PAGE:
“Just like everyone else, school districts must follow the law,” noted PJI attorney Michael Peffer, who is the lead attorney in this case. “They may not agree with it, but they cannot ignore it. The statutes and regulations in this area are clear and unambiguous. The district doesn’t get to pick and choose which rules it will follow.”

The troubled rollout of the recently-adopted Common Core State Standards continued last week with the disclosure that just 44 percent of California students met the standards in English, and only 33 percent in math. The statistics were even worse in Los Angeles County, according to a report in the Los Angeles Times.

Brad Dacus, president of Pacific Justice Institute, said, “As we’ve just been reminded, the implementation of Common Core continues to be a disaster, and many parents want no part of it. Parents have the right and responsibility to do what is in their children’s best interests, and California school districts have the legal obligation to make sure parents know their options.”

PJI previously confronted Calabasas High School after the principal threatened retaliation against students whose parents opted them out of the common core testing. The principal reversed course after receiving a demand letter from PJI which prompted inquiries from FoxNews.


Council gives solace in student death

WHITTIER – Mayor Fernando Dutra and the Whittier City Council expressed their deep sorrow on Tuesday following the death of 19-year-old Whittier student Hun Joon “Paul” Lee. Lee, a special-needs student, was found unresponsive on a school bus contracted by the Whittier Union High School District about 4:30 p.m. on Friday, Sept. 11, 2015.

Dutra said, “The City Council and I extend our heartfelt condolences to the Lee family upon the loss of their son. Please know that the Whittier community has been greatly touched by this terrible tragedy and is supporting you in our thoughts and prayers as you navigate the days to come.”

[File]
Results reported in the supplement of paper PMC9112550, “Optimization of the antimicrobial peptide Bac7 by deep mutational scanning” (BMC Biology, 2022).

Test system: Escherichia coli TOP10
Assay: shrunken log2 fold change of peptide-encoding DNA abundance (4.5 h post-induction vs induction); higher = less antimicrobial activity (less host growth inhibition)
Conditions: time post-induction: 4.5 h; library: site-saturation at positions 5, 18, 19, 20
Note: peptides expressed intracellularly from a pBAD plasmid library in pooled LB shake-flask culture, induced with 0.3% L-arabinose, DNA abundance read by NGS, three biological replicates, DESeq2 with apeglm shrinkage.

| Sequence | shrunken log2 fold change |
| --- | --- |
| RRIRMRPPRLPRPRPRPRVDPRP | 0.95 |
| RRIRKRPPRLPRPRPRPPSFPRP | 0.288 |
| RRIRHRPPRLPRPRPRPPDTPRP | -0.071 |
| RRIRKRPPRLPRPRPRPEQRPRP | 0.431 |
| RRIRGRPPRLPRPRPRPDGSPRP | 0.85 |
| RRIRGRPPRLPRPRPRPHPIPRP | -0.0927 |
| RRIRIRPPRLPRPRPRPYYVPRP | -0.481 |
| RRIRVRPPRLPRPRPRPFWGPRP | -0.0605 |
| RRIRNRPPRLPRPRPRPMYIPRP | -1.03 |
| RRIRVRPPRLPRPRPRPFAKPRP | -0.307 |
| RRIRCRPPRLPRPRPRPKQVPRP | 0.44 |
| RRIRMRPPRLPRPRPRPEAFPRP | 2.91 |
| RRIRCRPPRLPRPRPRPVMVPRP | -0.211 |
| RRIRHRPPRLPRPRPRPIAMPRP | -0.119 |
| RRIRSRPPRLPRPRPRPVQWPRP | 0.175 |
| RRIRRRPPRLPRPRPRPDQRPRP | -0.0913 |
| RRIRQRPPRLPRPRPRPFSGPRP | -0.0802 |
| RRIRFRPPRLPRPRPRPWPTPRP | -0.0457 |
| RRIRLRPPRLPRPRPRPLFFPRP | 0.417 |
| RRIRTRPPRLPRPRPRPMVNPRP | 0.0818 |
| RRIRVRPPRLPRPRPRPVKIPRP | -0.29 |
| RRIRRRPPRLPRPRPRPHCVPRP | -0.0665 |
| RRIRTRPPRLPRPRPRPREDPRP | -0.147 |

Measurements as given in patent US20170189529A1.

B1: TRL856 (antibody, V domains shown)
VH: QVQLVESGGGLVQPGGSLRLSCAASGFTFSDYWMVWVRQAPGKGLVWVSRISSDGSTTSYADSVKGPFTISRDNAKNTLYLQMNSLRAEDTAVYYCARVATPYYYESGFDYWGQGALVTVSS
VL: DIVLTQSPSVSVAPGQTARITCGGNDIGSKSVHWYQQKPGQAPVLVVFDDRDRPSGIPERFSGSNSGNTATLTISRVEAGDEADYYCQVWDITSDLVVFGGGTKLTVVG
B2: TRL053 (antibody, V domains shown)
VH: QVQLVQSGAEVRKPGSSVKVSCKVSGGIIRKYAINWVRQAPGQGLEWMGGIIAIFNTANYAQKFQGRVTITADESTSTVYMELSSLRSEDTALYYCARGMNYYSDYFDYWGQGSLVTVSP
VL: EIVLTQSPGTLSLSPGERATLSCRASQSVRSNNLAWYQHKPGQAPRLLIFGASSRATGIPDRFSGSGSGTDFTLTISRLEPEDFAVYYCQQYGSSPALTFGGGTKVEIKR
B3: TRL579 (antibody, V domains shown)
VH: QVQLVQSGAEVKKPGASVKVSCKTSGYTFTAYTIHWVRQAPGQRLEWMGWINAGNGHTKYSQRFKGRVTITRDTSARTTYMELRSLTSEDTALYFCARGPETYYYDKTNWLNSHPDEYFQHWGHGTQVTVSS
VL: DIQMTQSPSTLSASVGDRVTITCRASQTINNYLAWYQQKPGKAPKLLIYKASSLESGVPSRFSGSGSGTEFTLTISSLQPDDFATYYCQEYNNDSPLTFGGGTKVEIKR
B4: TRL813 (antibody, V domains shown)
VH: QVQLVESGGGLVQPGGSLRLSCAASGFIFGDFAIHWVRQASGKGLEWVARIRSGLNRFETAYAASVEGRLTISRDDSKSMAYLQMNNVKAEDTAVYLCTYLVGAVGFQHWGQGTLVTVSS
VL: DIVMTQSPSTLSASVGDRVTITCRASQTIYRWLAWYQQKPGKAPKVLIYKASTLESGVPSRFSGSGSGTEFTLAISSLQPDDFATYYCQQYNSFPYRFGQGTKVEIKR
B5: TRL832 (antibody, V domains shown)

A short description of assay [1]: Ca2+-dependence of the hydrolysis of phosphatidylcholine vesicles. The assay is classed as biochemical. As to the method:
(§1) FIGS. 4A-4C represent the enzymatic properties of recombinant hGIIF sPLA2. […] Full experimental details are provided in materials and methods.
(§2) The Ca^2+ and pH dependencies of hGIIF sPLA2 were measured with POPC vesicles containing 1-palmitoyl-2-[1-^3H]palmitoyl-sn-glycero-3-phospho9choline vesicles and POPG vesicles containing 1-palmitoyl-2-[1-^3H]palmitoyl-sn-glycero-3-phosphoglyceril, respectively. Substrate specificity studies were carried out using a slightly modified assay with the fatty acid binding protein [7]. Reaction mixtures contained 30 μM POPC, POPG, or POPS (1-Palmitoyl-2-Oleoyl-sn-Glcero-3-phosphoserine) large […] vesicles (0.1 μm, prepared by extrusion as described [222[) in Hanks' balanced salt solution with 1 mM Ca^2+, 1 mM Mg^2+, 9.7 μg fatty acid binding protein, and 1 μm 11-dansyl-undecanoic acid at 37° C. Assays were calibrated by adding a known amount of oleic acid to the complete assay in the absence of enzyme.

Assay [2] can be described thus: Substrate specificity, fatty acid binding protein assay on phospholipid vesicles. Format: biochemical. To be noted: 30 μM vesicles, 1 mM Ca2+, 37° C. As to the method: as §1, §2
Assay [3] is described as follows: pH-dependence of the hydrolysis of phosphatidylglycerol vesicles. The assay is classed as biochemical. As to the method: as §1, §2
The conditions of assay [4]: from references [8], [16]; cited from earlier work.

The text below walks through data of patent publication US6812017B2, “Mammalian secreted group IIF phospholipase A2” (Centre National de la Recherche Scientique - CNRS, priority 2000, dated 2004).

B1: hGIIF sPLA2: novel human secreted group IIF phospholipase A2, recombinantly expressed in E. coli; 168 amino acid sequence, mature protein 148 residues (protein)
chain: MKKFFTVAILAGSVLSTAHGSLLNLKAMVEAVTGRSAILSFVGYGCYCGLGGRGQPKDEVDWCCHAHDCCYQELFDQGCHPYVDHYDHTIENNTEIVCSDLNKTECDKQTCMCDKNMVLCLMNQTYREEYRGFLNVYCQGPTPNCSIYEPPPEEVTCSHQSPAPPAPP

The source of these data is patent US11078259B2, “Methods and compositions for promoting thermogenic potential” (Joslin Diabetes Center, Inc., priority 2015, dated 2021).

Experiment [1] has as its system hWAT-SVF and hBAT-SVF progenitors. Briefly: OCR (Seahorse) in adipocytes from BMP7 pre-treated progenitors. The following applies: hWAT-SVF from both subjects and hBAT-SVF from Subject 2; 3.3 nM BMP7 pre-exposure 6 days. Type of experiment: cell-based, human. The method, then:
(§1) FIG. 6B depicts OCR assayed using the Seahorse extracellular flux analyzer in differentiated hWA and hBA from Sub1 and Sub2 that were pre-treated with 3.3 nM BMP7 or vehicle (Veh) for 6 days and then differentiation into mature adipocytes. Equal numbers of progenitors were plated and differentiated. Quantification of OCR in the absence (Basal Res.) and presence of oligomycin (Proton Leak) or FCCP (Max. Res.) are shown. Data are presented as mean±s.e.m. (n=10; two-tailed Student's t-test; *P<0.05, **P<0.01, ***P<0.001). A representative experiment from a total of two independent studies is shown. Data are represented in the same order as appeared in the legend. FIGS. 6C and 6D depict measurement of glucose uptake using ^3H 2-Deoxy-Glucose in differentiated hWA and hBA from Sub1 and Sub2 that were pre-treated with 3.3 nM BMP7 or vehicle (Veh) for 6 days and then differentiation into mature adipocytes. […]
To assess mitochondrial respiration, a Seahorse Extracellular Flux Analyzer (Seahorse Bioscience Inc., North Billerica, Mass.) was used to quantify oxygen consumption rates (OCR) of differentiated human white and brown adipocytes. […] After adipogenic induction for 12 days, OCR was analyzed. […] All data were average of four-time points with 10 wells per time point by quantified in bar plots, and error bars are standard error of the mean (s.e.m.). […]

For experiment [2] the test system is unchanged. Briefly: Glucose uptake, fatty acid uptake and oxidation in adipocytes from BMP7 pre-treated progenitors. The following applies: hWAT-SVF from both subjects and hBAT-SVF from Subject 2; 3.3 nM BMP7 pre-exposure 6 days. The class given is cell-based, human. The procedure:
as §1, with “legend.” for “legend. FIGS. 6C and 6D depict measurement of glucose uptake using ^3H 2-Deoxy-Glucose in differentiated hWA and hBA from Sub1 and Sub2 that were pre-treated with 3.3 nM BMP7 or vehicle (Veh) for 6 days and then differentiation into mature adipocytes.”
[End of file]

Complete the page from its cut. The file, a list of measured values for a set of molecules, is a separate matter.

The city confirmed the Whittier Police Department is investigating the incident and will continue to work with the Whittier Union High School District, transportation company, and other entities as appropriate during the course of the case.


Rio Hondo, El Rancho join to build Pico Rivera Education Center

By William Diepenbrock
VMA Communications
WHITTIER – Rio Hondo College is partnering with El Rancho Unified School District to open a Rio Hondo College Educational Center in Pico Rivera, bringing the promise of higher education closer to home for thousands of residents.
When completed in fall 2016, the $1.3 million center will be the third satellite site established by Rio Hondo since 2010. Other sites serve South Whittier and El Monte.

“Our mission at Rio Hondo is to support our community by providing access to college education opportunities,” said Superintendent/President Teresa Dreyfuss. “These centers are bringing that mission closer to home across our service area.”

The satellite sites circle Rio Hondo College’s hilltop campus, with Pico Rivera to the southwest, El Monte to the north and South Whittier to the east. The Pico Rivera center will sit on 2.4 acres at El Rancho Unified’s former adult school at 9426 Marjorie St., across the street from El Rancho High School.